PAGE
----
I have discovered, through protracted experiments, research and tests, a dispenser construction well adapted to be associated with a glass container and chemically inert to materials which are deleteriously affected by contact with metal.
In practice, 1 preferably utilize the general type of valve construction shown in my prior Patent No. 2,631,814, issued March 17, 1953, but construct certain parts of such material in such manner as to properly coact with glass and be chemically non-reactive with the material to be dispensed. When thus utilized, the valve housing, which supports the valve body and the valve core, is of an inert plastic, such as polyethylene resin. This resin is sufficiently yielding to permit the valve housing to be firmly clamped by an external metal cap to the lip of a glass bottle under enough pressure to insure a pressure seal atet between the housing and the bottle. The valve body is supported within the housing by a snap connection to facilitate the assembly of the parts and is preferably made of a relatively harder plastic material, such as nylon. Nylon has also been found to be a highly satisfactory material for the making of the valve core and its stem. The discharge button, aswell as the dip tube are preferably made from polyethylene resin. Until a better material is discovered,-the spring, which cooperates with the valve core, is made of stainless steel, although it may be made of other metals and thoroughly coated with a chemically inert plastic, such asa synthetic plastic or rubber. The sealing member of the valve is preferably of rubber.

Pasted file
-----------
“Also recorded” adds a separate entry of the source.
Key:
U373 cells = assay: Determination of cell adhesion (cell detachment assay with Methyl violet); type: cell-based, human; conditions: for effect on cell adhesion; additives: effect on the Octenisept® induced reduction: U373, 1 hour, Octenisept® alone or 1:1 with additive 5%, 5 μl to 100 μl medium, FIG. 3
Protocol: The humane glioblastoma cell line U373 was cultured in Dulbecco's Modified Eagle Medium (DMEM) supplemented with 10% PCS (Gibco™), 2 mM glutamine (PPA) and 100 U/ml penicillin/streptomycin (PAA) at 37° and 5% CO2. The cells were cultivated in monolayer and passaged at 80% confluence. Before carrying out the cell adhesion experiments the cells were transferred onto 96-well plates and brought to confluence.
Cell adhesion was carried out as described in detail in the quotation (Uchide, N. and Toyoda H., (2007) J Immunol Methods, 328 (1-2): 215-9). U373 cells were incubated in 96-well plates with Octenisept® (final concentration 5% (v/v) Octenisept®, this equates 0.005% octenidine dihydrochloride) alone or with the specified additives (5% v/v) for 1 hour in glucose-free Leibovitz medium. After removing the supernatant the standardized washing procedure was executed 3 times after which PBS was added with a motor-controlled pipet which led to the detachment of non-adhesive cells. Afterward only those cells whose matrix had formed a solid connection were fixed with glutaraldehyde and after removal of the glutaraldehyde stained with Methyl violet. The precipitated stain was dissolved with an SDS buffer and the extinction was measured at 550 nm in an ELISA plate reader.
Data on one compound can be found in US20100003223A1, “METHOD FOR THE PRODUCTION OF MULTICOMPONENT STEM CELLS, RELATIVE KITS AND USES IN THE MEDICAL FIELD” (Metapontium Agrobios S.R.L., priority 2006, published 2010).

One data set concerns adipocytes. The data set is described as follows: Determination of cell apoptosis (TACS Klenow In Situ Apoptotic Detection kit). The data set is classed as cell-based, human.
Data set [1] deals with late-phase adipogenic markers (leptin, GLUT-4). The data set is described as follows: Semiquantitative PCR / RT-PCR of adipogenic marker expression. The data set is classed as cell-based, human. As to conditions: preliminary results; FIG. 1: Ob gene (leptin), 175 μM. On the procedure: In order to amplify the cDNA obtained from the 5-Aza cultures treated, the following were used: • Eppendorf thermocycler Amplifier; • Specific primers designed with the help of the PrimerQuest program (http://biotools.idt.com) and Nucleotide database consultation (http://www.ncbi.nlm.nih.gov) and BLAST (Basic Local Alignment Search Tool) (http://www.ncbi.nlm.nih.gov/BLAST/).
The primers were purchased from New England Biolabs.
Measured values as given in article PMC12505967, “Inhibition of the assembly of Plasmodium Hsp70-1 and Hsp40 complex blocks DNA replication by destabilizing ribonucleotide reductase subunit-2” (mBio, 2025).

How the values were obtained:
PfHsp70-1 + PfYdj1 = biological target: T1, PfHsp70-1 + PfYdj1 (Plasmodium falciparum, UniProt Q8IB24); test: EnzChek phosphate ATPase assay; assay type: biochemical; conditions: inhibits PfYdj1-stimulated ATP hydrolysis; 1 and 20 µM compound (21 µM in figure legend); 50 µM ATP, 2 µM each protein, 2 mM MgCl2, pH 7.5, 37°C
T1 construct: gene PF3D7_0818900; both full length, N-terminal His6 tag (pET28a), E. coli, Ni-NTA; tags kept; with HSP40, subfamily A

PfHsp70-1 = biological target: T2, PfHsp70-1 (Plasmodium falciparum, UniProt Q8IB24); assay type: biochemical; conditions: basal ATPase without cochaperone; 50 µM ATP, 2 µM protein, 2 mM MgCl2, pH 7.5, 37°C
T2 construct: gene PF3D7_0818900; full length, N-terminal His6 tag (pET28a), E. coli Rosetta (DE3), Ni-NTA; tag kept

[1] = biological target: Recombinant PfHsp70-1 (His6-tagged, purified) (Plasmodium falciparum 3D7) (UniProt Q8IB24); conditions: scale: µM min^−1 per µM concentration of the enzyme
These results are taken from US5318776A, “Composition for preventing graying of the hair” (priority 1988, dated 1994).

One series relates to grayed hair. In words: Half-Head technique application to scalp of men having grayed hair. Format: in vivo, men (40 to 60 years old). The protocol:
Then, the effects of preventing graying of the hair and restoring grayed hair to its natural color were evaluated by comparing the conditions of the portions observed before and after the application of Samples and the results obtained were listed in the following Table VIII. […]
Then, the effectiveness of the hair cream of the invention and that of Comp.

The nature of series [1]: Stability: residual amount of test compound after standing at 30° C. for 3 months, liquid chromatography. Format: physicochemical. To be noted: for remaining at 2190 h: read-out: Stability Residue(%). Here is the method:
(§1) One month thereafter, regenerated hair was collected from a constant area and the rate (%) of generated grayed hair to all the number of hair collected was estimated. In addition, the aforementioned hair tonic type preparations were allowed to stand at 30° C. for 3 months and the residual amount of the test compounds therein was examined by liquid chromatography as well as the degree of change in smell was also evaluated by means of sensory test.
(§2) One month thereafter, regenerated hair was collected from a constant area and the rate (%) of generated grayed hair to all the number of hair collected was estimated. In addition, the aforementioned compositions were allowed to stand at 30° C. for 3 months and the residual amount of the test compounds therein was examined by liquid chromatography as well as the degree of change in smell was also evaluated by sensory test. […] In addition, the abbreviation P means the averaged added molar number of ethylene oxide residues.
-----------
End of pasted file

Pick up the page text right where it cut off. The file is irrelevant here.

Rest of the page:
Experience has shown that glass container packages, constituted as stated, satisfactority contain alcohol and water formulations indefinitely without deterioration of the latter and function properly until. the entire contents of the packages are dispensed.
Features of the invention other than those adverted to, will be apparent from the hereinafter detailed description and appended claims, when read in conjunction with the accompanying drawing.
The drawing illustrates one practical embodiment of the invention, but the construction therein shown is to be understood as illustrative, only, and not as defining the limits of the invention.
Fig. l is a central vertical section through a container and associated dispenser embodying the present invention, the parts of the dispenser being shown in sealing condition.
Fig. 2 is a view like Fig. 1, but showing the parts in dispensing condition.
Fig. 3 is a fragmental central section showing the manner of attaching the valve body to the valve housing.